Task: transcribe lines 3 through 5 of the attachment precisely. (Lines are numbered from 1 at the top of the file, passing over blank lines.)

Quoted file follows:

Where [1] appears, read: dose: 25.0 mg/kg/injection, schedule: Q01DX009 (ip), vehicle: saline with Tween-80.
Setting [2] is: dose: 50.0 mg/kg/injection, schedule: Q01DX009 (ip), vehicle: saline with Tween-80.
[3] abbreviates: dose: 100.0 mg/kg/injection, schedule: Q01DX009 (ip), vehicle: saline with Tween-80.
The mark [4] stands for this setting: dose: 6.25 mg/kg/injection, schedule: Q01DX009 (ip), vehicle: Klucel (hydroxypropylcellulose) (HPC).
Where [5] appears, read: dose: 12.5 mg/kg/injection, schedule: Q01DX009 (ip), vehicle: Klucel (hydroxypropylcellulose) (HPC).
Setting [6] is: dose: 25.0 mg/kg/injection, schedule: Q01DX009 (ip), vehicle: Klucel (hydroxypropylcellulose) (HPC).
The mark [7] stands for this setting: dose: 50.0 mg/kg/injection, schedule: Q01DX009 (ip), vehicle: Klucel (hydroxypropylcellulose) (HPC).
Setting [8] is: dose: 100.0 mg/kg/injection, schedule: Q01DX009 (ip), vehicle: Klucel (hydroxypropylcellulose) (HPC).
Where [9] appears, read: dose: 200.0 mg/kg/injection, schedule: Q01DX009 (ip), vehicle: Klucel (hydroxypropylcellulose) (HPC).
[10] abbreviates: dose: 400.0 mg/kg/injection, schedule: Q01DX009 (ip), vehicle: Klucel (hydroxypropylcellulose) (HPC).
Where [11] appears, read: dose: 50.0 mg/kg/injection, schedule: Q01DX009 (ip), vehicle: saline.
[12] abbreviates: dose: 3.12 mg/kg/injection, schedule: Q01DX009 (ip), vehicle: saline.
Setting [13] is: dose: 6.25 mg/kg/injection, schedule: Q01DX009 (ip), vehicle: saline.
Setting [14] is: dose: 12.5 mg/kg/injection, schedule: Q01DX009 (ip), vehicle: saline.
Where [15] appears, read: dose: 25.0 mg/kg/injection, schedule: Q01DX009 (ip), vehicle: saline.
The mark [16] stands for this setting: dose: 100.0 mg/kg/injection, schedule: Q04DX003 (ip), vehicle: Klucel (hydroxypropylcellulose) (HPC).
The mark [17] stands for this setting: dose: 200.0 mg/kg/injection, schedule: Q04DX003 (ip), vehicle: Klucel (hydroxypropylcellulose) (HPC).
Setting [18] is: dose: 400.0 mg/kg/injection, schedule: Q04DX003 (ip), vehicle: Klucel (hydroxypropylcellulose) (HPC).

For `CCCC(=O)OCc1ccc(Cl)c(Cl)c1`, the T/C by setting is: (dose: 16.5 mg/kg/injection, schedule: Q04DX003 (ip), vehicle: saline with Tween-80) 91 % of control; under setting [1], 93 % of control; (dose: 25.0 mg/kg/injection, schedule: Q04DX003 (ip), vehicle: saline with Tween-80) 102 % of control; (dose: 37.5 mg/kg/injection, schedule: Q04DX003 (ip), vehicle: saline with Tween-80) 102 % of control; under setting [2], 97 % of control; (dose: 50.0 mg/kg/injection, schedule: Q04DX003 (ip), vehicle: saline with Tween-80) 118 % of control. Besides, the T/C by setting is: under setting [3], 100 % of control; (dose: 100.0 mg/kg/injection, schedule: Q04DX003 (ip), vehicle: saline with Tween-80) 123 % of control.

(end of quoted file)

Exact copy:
[3] abbreviates: dose: 100.0 mg/kg/injection, schedule: Q01DX009 (ip), vehicle: saline with Tween-80.
The mark [4] stands for this setting: dose: 6.25 mg/kg/injection, schedule: Q01DX009 (ip), vehicle: Klucel (hydroxypropylcellulose) (HPC).
Where [5] appears, read: dose: 12.5 mg/kg/injection, schedule: Q01DX009 (ip), vehicle: Klucel (hydroxypropylcellulose) (HPC).